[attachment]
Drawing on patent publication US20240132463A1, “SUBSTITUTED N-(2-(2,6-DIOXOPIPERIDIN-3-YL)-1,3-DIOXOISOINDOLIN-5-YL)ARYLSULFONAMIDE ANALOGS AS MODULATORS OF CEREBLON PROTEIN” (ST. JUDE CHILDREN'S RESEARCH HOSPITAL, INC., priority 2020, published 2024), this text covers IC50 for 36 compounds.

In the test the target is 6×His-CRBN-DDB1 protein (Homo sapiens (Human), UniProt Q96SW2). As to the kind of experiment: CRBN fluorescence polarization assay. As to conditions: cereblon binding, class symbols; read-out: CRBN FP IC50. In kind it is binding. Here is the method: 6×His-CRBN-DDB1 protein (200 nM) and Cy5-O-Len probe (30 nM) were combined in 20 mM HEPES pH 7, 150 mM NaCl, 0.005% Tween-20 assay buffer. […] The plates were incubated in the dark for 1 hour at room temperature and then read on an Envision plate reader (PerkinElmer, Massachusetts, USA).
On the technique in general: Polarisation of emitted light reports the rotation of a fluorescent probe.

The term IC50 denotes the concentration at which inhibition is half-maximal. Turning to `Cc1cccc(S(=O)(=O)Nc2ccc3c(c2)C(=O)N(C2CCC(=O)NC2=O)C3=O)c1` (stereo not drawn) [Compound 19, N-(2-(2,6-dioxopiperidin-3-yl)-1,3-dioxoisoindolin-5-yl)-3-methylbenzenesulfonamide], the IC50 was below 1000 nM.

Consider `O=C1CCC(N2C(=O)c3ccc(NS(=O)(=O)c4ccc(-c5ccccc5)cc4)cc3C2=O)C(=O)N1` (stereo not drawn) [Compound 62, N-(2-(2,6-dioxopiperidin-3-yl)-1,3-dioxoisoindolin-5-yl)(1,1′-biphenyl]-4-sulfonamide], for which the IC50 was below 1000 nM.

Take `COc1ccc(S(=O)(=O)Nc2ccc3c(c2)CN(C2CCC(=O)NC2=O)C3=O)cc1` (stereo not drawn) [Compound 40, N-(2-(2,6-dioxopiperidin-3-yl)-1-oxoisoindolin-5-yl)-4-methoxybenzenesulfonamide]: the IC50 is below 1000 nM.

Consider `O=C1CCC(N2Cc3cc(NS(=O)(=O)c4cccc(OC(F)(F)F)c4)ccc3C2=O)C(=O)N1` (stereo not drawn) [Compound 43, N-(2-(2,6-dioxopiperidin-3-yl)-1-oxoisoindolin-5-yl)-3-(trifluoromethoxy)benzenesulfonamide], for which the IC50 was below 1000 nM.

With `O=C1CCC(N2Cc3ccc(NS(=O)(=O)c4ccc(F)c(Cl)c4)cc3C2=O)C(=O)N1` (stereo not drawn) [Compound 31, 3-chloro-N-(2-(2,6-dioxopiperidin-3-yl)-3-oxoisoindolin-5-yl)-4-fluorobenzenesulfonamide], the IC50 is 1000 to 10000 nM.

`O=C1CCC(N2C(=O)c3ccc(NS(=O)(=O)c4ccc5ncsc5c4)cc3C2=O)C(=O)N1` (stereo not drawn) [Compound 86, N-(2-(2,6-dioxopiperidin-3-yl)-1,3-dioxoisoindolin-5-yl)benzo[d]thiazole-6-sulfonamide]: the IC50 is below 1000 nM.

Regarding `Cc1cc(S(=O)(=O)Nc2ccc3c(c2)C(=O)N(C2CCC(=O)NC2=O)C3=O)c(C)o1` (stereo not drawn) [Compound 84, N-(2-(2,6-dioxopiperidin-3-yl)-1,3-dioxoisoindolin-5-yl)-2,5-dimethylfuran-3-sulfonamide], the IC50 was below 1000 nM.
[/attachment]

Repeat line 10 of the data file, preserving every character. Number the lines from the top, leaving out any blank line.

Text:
Regarding `Cc1cc(S(=O)(=O)Nc2ccc3c(c2)C(=O)N(C2CCC(=O)NC2=O)C3=O)c(C)o1` (stereo not drawn) [Compound 84, N-(2-(2,6-dioxopiperidin-3-yl)-1,3-dioxoisoindolin-5-yl)-2,5-dimethylfuran-3-sulfonamide], the IC50 was below 1000 nM.